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Shady app lets stalkers view private Instagram accounts in exchange for their own data

Shady app lets stalkers view private Instagram accounts in exchange for their own data

Facebook doesn’t have the best reputation when it comes to minding its users’ privacy, and Cambridge Analytica exploiting the social network’s third-party APIs for unchecked data collection surely hasn’t helped. Now, we’ve found another service called Ghosty that takes advantage of Instagram’s API to create a stalker paradise. By crowdsourcing the data of all of its users’ Instagram accounts, it lets anyone view many private profiles.

The promise of the app is sketchy from the get-go: Just share your Instagram login credentials with it to get access to many private accounts. The catch is that you have to invite at least one other person to the service to be able to view private profiles, which is how the app manages to constantly increase its pool of available content — if any of its users happen to follow a private profile, it just farms that account’s content. When we looked into the app, we managed to skip the invitation step though and were able to view at least one private profile, so it might only be required in a later phase after hooking new users.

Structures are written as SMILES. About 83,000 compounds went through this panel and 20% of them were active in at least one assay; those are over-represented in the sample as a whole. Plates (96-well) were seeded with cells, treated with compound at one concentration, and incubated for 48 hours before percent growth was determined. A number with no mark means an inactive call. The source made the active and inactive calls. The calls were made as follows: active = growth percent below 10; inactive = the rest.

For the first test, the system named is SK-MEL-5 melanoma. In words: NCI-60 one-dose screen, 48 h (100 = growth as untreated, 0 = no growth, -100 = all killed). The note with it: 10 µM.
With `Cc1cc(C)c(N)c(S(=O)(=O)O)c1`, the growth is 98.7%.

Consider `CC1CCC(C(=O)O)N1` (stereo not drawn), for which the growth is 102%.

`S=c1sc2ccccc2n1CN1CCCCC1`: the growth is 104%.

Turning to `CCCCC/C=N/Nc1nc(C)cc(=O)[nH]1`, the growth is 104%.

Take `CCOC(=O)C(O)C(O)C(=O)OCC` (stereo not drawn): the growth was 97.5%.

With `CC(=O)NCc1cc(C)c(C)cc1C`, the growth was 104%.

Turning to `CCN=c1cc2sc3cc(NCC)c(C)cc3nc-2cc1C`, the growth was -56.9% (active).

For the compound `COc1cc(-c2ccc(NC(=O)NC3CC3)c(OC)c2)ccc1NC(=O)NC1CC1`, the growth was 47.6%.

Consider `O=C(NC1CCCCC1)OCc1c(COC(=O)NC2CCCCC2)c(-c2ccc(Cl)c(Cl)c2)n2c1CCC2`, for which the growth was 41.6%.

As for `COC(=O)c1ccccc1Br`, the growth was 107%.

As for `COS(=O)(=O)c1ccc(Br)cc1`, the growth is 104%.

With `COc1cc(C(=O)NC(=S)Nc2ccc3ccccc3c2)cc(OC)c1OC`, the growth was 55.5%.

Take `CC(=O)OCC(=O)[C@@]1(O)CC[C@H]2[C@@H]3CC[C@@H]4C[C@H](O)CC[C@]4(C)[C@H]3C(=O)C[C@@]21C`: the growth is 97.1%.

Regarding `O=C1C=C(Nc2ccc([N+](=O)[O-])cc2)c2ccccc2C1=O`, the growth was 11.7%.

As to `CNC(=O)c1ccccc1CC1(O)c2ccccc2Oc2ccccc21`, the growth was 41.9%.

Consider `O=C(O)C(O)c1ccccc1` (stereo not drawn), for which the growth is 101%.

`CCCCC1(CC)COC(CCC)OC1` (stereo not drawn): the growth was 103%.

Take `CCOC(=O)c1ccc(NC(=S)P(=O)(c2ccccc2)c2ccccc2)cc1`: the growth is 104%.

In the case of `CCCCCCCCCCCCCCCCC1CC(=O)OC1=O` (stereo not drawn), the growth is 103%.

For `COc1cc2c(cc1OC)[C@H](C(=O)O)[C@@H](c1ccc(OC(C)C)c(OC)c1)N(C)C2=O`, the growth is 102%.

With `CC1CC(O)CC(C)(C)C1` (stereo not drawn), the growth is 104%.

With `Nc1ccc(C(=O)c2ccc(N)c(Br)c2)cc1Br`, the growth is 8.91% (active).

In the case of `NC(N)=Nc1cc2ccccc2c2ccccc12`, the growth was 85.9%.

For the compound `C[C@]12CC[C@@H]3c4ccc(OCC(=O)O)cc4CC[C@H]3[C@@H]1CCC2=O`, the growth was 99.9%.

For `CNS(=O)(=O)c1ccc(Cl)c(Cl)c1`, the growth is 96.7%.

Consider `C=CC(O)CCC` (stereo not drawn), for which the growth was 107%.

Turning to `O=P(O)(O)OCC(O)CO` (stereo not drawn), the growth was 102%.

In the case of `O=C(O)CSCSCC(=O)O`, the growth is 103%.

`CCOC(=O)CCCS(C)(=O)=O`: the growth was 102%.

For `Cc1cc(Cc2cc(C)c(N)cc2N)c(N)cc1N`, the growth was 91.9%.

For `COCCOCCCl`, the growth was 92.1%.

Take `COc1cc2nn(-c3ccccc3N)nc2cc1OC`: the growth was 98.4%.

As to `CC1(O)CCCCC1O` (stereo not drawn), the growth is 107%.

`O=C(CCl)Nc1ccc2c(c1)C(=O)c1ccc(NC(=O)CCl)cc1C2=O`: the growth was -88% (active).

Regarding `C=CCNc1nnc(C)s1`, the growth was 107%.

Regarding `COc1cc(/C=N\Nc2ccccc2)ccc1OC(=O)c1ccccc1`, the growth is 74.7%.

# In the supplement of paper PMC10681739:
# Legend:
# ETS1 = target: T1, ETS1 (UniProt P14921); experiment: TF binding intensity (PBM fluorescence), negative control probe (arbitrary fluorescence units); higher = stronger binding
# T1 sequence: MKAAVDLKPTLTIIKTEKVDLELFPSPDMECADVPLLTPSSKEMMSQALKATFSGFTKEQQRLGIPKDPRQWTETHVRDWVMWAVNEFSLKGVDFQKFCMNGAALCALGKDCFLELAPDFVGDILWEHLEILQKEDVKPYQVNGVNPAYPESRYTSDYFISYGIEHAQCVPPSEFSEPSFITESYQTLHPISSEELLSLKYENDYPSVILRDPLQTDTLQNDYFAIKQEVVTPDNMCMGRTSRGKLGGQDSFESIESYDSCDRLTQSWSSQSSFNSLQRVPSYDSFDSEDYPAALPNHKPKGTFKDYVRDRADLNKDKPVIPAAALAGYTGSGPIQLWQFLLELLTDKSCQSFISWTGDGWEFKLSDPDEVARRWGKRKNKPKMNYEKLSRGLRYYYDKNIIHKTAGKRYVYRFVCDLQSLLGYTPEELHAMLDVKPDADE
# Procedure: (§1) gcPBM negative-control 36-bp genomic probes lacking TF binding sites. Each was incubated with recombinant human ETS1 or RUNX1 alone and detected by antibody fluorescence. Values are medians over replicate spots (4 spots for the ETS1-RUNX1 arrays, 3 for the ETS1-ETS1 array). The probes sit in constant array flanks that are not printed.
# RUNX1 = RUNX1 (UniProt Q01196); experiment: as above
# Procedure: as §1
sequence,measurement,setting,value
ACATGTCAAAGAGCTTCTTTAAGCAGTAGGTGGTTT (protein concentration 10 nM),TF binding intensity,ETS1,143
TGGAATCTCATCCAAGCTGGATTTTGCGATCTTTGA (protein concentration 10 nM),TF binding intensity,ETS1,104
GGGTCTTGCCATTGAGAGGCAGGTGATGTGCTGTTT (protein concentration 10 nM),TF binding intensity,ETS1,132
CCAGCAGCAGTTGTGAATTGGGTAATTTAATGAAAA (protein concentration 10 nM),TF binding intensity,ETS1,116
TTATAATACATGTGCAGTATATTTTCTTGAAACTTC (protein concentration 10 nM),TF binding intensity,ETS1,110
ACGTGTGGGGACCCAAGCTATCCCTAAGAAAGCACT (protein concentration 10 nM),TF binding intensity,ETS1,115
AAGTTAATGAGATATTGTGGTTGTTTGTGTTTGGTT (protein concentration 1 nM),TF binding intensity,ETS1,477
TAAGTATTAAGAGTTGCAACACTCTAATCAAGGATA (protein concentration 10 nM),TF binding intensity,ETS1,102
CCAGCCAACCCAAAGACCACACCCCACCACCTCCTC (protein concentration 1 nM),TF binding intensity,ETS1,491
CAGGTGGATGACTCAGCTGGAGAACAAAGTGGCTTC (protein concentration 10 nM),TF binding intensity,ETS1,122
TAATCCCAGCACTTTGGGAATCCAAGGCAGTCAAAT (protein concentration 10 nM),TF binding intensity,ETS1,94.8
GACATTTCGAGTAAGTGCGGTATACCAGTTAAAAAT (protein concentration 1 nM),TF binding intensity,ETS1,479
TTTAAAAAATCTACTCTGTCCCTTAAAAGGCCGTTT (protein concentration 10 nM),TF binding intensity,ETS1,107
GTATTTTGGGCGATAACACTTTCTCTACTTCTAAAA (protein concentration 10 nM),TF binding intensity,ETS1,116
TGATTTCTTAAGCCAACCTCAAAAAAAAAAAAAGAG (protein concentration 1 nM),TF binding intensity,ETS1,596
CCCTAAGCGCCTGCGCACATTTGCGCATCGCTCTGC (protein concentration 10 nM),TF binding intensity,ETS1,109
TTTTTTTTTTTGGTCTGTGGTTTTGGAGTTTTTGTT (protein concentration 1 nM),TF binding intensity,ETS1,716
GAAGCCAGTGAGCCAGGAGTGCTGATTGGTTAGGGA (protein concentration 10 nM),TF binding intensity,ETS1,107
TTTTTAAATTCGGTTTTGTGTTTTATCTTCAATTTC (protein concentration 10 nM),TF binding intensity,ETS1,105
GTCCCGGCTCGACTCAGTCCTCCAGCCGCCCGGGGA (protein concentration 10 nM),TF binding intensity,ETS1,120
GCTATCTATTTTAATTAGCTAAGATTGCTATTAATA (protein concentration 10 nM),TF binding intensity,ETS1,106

Once someone has started using the app, it further shamelessly exploits their desire to access more private accounts and makes them pay for bundles or watch ads.

Ghosty isn’t even a new app — it’s been available on the Play Store since April this year, and it has accumulated more than 500,000 downloads in that period. This should give it quite a huge data pool to work with, and it’s surprising neither Google nor Facebook have caught it so far.

To be clear, this app is almost certainly breaking more than just one item from Instagram’s terms of service, and Facebook surely doesn’t approve or endorse an app that exploits its users like this. In fact, people who enable the service by signing up for it and inviting more friends to join could face consequences like bans when the company gets wind of it. Hopefully, Facebook will react soon and work on ensuring the privacy of anyone who decided to not make their account publicly viewable, even if that means vetting third-party access more rigorously.

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